5. X-Istence

    X-Istence * Political User

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    I use encrypted filesystems for just that purpose. If i die the data goes with me. There is no way to get it back.

    I sure don't want my parents looking at the emails i have been sending!
     
  6. jimi_81

    jimi_81 Moderator Political User

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    this is a touchy subject.
    i do agree with yahoo...
    but i think the media will bleed this one out, and there will be some kind of agreement.
     
  7. egghead

    egghead Double O Egghead

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    once the door is open you will see it accellerate - to prevent abuse someones parents access their kids email. then - i went on a trip and my friggin parents accessed my yahoo account etc.....
    employer need to investigate if an employee sent data through yahoo etc.....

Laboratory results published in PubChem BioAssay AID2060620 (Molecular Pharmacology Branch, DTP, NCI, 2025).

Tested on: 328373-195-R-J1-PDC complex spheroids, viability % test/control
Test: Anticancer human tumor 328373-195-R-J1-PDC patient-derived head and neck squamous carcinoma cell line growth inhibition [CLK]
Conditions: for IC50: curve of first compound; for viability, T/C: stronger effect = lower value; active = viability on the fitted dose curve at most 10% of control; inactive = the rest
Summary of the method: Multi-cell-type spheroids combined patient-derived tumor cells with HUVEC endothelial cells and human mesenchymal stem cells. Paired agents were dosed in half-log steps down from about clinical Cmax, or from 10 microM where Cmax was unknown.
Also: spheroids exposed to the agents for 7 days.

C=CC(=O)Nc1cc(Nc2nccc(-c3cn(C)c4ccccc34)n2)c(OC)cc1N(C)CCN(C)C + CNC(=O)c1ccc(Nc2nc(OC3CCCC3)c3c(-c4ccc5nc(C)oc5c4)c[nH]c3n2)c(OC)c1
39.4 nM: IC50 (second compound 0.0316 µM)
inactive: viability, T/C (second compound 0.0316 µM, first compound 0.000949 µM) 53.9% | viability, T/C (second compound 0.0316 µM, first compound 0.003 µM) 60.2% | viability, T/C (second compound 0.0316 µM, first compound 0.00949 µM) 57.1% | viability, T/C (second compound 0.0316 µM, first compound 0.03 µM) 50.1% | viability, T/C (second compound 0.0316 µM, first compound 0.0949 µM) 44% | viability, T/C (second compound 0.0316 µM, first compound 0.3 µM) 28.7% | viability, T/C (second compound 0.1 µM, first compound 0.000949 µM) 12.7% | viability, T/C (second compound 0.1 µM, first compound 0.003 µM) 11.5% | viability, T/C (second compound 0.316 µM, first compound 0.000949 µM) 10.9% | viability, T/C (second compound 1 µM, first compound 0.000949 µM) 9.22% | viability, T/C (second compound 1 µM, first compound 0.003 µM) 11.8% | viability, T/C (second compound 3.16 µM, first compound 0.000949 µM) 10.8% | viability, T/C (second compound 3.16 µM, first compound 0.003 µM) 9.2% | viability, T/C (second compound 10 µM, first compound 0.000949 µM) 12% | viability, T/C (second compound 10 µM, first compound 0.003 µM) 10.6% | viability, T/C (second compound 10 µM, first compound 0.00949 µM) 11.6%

yahoo could ask the question when you open an account incase of tragidy grant third party access?
     
  8. j79zlr

    j79zlr Glaanies script monkey Political User

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    Don't start the slippery slope argument. If it was a kid under 18, I would have a different opinion, but this is a man. Parents have the right to be parents.
     
  9. Ferral_Imp

    Ferral_Imp Moderator

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    Personally, I think Yahoo is wholey in the right in this situation. This email was their adult son's personal information and they have no right to want to go through it cuz he may have had some very personal things in there he didn't intend for anyone else to ever see.
     
  10. zeke_mo

    zeke_mo (value not set) Staff Member Political User Folding Team

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    I 100% agree with you, there is a point were you have to draw the line. If there is something there they need it might be different(but what would they need so bad?). I WOULD NOT want to be the one to make this choice.